3rd May 2013
Sarah Mottram recently presented The Olive Sands Memorial Lecture at the PhysioFirst conference. Her lecture 'Solutions for Managing Movement - targeting the impairment' looked at Movement Control Tests and how they identify the site and direction of uncontrolled movement.
Movement control tests
A movement control test involves asking a person to cognitively control movement at a specific site and in a specific direction, while moving elsewhere. The aim is to evaluate the person’s ability or inability to control movement cognitively to a benchmark standard. It must be stressed that these tests are not of functional movement but aim to identify movement impairments such as low threshold movement faults, i.e. alignment, co-ordination and non-fatiguing function, and high threshold movement faults, i.e. strength, speed and fast-fatiguing function (Comerford & Mottram 2012).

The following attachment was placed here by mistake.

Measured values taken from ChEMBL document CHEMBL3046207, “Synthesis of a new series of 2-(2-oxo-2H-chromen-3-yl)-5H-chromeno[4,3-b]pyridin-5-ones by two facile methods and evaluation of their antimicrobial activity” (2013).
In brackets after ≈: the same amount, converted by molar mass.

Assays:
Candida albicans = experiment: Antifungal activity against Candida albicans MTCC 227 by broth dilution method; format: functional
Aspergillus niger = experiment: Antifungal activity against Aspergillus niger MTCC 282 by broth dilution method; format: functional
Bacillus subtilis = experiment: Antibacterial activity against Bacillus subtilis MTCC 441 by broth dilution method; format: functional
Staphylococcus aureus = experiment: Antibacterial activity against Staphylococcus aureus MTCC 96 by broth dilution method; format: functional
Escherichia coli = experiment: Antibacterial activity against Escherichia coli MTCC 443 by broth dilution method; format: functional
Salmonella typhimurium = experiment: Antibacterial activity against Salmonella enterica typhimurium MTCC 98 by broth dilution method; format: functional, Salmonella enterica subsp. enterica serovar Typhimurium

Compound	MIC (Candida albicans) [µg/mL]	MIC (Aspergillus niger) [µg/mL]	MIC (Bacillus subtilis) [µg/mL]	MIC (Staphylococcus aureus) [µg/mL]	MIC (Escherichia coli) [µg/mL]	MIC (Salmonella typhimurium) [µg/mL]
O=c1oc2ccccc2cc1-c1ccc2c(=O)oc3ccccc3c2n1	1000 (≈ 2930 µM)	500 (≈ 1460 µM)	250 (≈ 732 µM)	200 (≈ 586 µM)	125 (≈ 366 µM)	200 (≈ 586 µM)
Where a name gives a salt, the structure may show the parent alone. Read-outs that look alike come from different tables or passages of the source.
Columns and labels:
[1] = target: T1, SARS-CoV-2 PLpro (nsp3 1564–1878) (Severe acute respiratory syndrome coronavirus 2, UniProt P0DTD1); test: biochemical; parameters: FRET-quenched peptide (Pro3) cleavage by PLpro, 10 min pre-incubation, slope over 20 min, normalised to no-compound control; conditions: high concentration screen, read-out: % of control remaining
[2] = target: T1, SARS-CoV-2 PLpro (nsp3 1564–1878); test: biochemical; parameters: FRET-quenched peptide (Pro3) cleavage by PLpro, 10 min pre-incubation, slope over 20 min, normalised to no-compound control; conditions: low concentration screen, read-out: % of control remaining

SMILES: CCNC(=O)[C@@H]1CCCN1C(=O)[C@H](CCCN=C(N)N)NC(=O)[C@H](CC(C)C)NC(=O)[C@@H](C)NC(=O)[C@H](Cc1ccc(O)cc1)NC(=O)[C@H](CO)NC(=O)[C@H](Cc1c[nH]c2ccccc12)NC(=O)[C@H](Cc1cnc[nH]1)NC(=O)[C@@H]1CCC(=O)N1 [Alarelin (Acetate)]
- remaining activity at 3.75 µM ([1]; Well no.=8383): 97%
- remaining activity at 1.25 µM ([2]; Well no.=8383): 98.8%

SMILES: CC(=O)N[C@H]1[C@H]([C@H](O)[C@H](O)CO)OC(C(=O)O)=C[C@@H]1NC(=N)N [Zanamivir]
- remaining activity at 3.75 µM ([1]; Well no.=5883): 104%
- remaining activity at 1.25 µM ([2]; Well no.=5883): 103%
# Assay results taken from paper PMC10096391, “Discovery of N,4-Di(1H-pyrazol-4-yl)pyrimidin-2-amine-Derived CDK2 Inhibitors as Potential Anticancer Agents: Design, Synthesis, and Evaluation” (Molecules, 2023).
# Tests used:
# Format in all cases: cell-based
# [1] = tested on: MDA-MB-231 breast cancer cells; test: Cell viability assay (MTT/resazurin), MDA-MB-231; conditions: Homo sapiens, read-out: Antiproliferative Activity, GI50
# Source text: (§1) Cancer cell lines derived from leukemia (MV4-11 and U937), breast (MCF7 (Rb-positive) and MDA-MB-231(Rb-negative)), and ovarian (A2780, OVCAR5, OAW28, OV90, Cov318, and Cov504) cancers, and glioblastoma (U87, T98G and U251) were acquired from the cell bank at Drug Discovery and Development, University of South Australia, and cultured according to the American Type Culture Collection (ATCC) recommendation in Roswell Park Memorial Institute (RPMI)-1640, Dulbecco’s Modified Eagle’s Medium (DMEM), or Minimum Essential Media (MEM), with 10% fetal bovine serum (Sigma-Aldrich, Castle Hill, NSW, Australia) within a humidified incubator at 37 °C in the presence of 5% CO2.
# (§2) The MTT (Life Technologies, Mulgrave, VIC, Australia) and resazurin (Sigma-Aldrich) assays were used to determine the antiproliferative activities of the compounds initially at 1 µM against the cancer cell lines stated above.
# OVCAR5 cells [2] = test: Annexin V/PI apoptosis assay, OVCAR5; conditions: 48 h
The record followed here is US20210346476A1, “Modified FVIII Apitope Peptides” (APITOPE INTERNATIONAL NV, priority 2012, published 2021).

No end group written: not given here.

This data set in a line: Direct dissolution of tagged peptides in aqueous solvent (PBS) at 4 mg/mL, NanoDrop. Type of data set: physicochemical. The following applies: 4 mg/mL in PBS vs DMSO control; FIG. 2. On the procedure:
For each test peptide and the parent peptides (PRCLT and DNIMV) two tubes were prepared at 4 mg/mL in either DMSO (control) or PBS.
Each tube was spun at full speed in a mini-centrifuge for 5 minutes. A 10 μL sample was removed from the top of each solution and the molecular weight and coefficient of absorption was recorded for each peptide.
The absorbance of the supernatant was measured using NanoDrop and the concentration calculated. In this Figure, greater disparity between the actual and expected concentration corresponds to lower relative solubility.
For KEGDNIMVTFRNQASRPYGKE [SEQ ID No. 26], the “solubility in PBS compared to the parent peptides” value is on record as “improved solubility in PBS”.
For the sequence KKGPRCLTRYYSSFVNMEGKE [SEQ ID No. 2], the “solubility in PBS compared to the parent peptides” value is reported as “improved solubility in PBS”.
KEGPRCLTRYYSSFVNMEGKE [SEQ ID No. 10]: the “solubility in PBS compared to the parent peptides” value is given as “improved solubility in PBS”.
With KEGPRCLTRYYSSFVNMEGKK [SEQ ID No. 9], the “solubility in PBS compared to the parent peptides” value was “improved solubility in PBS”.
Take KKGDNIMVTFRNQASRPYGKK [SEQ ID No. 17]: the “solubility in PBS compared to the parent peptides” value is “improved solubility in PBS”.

Movement control tests have been described for most regions of the body and include many of those illustrated in the text Kinetic Control: The Management of Uncontrolled Movement (Comerford & Mottram 2012).
Test for uncontrolled scapular downward rotation:
The scapular is placed in the optimum orientation and the person is asked to hold this position as they flex the glenohumeral joint to 90 degrees. Uncontrolled movement is observed if the scapular moves into downward rotation.
Test for uncontrolled hip flexion:
he low back, pelvis, hip and lower limb are placed in the optimum alignment and the person is asked to stand on one leg and perform a small knee bend without hip flexion (as if sliding down a wall). If the hip flexes uncontrolled hip flexion is noted.
Test for uncontrolled lumbar flexion:
Start in neutral lumbopelvic positon, the person is asked to keep the low back in neutral and move forward at the hips to 50 degrees.Low back flexion is noted.
There is growing support for the use, and reliability, of movement control tests (Comerford & Mottram 2012, Enoch 2011, Luomajoki et al., 2007 / 2008, Monnier et al., 2012, Mottram et al., 2009, Morrissey et al., 2008, Roussel et al., 2009).
Next week - are they worth doing?